“We are a group of about 20 women, and we call ourselves ‘the Firebreathers,’” says Betsy Kallop, a former banker and now resident of Palm Beach, Florida. Kallop is also the leader of the Palm Beach chapter of Independent Women’s Network.

When an embattled Palm Beach school board candidate who supported parental rights was facing a particularly rough patch, Kallop recalls, “I stood up at a meeting and introduced the Firebreathers, and I said ‘We’re here to help.’”

School board races hadn’t been recognized as very important since most of the Firebreathers are now grandmothers. Kallop says. “We’ve always voted in general elections of course, but getting involved at the grassroots of local elections has been fascinating. Parents and grandparents of children are the most involved voters. I don’t care if you’re Left or Right! When it comes to our children, everybody’s on board.

“Mask and vaccine mandates, lockdowns, politics, race, sexual preference, and gender identity issues have cluttered up our kids’ lives when all we want is A GOOD EDUCATION for our children. Our children are, above all, AMERICANS! Brown, black, white, male, female, LBGTQ, or trans, they need to read, write, learn history, math, and civics. We need educated, articulate leaders and we’re not going to have them if everyone is fighting over pronouns and bathrooms.”

Betsy Kallop and the Firebreathers are part of a movement of American women who seek to find kindred spirits to unite and renew the cultural and political life of the country they love. Betsy heard about IWN when she met Independent Women’s Forum’s Chairman Heather R. Higgins. The two women bonded in part because both had Marine sons and also because both were excited about what women can do to reverse negative trends in our country.

“Our core group started about five years ago,” Kallop says. “But we became really active this past year…. Who even thought about primaries or school board races before?”

The Palm Beach County School Board candidate whom the Firebreathers stepped up to help was Angelique Contreras, whose platform included the plank “Educate, Don’t Indoctrinate.” Contreras had joined the protests of parents against the school board’s decision that students be masked at all times while in school. After Contreras jokingly posted on Facebook a suggestion that parents should collect used masks and dump them in an official’s yard, the police showed up banging on her front door at 11 PM. Kallop says the post might have been “silly”, but she was shocked that police officers would swarm a candidate’s house. It was a mudslinging race overall.

“I got a phone call from Angelique’s mother saying that some terrible things had been happening,” says Kallop. “The Police Benevolent Association had withdrawn their endorsement of her daughter’s candidacy for the school board. She said that Angelique had been photographed on January 6th, standing on a curb in Washington D.C. She was not engaged in what was going on at the Capitol Building. She was just there. And apparently, she had also been attending school board meetings and being pretty vocal about masking. She was known as the ‘Mask Lady.’ For those reasons as well as her Facebook post, she had been identified as a ‘domestic terrorist,’ and her support from the Police Benevolent Association was withdrawn.”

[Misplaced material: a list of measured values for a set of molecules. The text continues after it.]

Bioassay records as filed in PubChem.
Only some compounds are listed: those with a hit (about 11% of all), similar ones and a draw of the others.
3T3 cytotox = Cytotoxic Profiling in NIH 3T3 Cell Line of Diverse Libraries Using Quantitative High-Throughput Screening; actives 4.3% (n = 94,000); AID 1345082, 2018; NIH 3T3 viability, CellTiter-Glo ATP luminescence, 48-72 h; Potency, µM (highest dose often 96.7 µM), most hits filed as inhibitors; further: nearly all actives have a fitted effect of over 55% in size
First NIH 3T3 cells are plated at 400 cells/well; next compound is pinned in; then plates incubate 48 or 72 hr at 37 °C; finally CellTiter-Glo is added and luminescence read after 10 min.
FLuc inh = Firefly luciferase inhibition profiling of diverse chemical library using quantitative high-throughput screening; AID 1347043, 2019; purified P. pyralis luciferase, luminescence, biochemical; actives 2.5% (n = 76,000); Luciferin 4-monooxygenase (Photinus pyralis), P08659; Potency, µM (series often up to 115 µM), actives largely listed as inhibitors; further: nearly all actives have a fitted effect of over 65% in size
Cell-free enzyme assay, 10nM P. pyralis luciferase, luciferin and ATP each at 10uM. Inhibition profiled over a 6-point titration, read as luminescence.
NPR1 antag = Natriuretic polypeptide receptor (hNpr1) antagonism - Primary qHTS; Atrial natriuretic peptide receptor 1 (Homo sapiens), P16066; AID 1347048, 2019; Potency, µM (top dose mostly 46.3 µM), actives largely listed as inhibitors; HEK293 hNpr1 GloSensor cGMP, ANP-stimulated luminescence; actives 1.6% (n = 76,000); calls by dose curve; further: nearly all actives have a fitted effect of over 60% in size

“I stood up at a meeting and introduced the Firebreathers, and said ‘We’re here to help.’”

Although Contreras lost to the incumbent, her campaign helped energize the already energetic Firebreathers and showed them just what they were up against—even in a school board race. “The only conservative running for school board was being harassed by the other side and that is really awful,” says Kallop. “Our group was on board to support her. In the past, somebody might have said—school board? Who cares? But not any longer.” Kallop goes on to note that many conservatives were elected to school boards in Florida this year, a recognition that school board elections are assuming more importance and that change is already underway.

Talking to Betsy Kallop, you meet a woman who is motivated to reclaim her country but also one who is a fount of funny stories and just plain fun. She’s mistress of the anecdote and not averse to a little lighthearted gossip.

Betsy graduated from Scarsdale High School and went to New York University, where she majored in French and earned a master’s degree in French language and literature. “When I was a student in NYC in 1966” Betsy recalls, “I thought I was a groovy hippie or something. But then I went to Paris, and I got over that pretty quickly. While everybody else was going to San Francisco and taking acid, I was working my head off reading Proust in French. So, I wasn’t involved in anything political, but by the time I got back to the U.S. and began work at Citibank and paying taxes, I realized that I was a Republican.”

“I started my career in banking at Citibank in 1969,” Kallop recalls, “when women didn’t have careers in finance. In fact, they didn’t have careers at all unless they were teachers, nurses, or secretaries. That was about the time that Walter Wriston, who was chairman of Citibank at the time, decided to educate some women in ‘The Bank’. They recruited a few of us ‘Service Assistants’ ( e.g. marriage material bait for male lending officers) to go through the account management training program, which was sort of a mini-MBA program created by a well-known bank instructor called John Strobel. It consisted of a year of accounting, corporate finance, and credit analysis that had traditionally been taught to all entering male BA’s and MBA’s. We were the first women to become corporate lending officers in commercial banking.”